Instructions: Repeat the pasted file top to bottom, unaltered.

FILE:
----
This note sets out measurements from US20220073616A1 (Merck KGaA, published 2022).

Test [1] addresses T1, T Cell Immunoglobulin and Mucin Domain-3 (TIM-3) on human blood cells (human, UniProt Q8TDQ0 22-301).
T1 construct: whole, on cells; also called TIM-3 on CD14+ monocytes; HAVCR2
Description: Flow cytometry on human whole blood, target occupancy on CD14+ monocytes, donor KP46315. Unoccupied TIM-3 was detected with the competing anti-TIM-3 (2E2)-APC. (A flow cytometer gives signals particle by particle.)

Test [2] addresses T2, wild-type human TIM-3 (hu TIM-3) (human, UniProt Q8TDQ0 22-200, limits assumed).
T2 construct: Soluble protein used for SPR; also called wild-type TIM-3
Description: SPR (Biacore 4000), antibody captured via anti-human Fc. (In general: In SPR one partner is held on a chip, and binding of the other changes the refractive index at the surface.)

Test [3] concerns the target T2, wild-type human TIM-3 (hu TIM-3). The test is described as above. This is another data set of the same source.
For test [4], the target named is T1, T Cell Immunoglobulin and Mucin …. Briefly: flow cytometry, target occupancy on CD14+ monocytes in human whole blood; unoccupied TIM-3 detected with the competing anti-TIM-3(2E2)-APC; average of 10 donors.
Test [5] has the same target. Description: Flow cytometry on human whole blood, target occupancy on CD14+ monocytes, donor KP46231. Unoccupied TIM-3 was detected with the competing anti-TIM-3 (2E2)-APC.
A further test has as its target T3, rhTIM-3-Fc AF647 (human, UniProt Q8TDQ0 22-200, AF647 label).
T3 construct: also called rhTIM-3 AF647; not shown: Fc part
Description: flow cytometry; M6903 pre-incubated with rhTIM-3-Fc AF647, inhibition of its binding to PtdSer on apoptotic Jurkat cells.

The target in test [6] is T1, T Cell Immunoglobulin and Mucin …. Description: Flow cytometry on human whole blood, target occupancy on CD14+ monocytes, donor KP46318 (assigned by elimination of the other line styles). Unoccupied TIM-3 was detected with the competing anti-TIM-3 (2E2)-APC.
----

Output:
This note sets out measurements from US20220073616A1 (Merck KGaA, published 2022).

Test [1] addresses T1, T Cell Immunoglobulin and Mucin Domain-3 (TIM-3) on human blood cells (human, UniProt Q8TDQ0 22-301).
T1 construct: whole, on cells; also called TIM-3 on CD14+ monocytes; HAVCR2
Description: Flow cytometry on human whole blood, target occupancy on CD14+ monocytes, donor KP46315. Unoccupied TIM-3 was detected with the competing anti-TIM-3 (2E2)-APC. (A flow cytometer gives signals particle by particle.)

Test [2] addresses T2, wild-type human TIM-3 (hu TIM-3) (human, UniProt Q8TDQ0 22-200, limits assumed).
T2 construct: Soluble protein used for SPR; also called wild-type TIM-3
Description: SPR (Biacore 4000), antibody captured via anti-human Fc. (In general: In SPR one partner is held on a chip, and binding of the other changes the refractive index at the surface.)

Test [3] concerns the target T2, wild-type human TIM-3 (hu TIM-3). The test is described as above. This is another data set of the same source.
For test [4], the target named is T1, T Cell Immunoglobulin and Mucin …. Briefly: flow cytometry, target occupancy on CD14+ monocytes in human whole blood; unoccupied TIM-3 detected with the competing anti-TIM-3(2E2)-APC; average of 10 donors.
Test [5] has the same target. Description: Flow cytometry on human whole blood, target occupancy on CD14+ monocytes, donor KP46231. Unoccupied TIM-3 was detected with the competing anti-TIM-3 (2E2)-APC.
A further test has as its target T3, rhTIM-3-Fc AF647 (human, UniProt Q8TDQ0 22-200, AF647 label).
T3 construct: also called rhTIM-3 AF647; not shown: Fc part
Description: flow cytometry; M6903 pre-incubated with rhTIM-3-Fc AF647, inhibition of its binding to PtdSer on apoptotic Jurkat cells.

The target in test [6] is T1, T Cell Immunoglobulin and Mucin …. Description: Flow cytometry on human whole blood, target occupancy on CD14+ monocytes, donor KP46318 (assigned by elimination of the other line styles). Unoccupied TIM-3 was detected with the competing anti-TIM-3 (2E2)-APC.